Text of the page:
Skip to main content

Spring Budget 2024: Browne Jacobson reaction

13 March 2024

Lawyers from Browne Jacobson have provided their reaction to Chancellor Jeremy Hunt’s Spring Budget, delivered on 6 March, across a wide range of topics.

Public spending cuts

Anja Beriro, Partner in the government and infrastructure team, said: “It is widely recognised that local government budgets are already incredibly stretched, with a wide variety of pressures resulting in several councils filing Section 114 notices in recent months and others at significant risk.

“We’re reaching a crunch point where, unless the overarching position changes and funding is made available from somewhere, a lot of critical services will begin to topple.

“For local authorities, while the long-term plan will involve a thorough assessment of how to make productivity gains in line with the Government’s vision, in the short term they must explore where further savings can be made with the least possible impact to their statutory duties.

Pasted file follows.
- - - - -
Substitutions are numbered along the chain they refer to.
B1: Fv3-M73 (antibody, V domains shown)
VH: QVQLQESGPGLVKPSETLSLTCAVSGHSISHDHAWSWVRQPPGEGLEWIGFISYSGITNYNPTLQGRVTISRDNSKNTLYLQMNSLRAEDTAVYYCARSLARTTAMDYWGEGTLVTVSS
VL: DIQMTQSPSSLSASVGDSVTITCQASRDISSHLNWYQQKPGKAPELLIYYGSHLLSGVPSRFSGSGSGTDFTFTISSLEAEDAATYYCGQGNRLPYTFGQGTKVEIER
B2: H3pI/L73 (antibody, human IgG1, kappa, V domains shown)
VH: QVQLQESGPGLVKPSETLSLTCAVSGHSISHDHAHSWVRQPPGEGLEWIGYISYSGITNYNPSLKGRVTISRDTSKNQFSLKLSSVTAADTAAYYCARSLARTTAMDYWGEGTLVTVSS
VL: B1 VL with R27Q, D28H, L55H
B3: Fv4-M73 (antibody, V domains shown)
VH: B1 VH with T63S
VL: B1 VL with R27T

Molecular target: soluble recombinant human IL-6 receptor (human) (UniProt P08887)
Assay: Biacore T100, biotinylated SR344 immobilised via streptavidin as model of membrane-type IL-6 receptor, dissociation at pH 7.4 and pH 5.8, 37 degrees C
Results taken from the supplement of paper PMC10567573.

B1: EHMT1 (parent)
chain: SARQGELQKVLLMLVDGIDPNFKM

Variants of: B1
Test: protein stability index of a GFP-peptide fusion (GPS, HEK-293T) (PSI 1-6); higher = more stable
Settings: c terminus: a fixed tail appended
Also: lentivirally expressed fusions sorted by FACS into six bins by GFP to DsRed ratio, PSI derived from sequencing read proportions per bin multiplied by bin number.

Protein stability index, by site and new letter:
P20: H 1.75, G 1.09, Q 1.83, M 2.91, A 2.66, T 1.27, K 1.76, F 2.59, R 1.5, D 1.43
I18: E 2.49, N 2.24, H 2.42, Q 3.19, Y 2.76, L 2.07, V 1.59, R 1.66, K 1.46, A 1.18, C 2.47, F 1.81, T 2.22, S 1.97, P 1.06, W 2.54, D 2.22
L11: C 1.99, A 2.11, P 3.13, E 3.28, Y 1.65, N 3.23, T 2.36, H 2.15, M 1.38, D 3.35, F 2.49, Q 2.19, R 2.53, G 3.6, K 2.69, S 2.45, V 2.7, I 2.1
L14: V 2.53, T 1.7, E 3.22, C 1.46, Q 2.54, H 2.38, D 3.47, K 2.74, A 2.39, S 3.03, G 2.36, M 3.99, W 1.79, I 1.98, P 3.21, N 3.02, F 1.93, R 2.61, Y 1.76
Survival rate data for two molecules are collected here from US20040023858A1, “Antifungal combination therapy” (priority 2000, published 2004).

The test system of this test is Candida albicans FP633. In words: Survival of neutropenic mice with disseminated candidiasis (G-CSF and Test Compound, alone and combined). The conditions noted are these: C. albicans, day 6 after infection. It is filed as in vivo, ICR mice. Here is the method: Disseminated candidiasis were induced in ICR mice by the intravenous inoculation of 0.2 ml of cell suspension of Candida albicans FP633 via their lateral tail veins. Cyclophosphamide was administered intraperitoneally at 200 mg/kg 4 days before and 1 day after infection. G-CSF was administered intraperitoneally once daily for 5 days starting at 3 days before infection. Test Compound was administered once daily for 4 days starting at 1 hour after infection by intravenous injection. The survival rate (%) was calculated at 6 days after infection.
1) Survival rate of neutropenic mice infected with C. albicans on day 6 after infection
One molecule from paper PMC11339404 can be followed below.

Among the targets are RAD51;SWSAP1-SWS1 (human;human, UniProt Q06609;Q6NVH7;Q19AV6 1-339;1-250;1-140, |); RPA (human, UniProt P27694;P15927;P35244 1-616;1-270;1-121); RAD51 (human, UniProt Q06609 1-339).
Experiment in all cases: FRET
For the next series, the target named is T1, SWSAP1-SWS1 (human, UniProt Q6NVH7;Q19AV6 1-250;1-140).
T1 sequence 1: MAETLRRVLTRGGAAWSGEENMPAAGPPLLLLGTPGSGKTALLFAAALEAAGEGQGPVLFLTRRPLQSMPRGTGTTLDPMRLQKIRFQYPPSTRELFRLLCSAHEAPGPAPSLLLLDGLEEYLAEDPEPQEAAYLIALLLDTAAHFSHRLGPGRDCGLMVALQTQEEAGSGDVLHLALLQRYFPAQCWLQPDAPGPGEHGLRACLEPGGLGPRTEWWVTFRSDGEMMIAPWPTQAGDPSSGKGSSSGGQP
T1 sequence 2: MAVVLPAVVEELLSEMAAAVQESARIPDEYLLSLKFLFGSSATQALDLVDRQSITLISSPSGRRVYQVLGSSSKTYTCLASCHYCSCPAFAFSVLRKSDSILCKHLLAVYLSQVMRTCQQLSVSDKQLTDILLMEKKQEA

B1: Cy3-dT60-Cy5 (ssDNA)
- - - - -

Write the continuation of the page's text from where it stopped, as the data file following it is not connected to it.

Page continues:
“In this respect, they should maximise the use of existing internal resources such as monitoring officers, which are responsible for legal governance, to ensure any changes made can’t be legally challenged.

“Some very difficult decisions must be made in the coming months, whether it’s the future of revenue-driving assets that could be sold to bring in income, staff requirements, or social and childcare services.

“Throughout this process, it’s crucial that local authorities don’t rush into any decisions that will have a profound impact on their communities for years to come without considering all the potential consequences that may not be immediately apparent.”

Net zero and energy security 

Ben Standing, Partner specialising in planning and environmental law, said: “The Budget was notable for the lack of focus in how Britain transitions towards a net zero economy compared to recent years and this perhaps sets the tone for a General Election in which green issues move further down the agenda.

“However, there was no rowing back on previous net zero pledges and the Government remains committed to phasing out natural gas from our energy mix.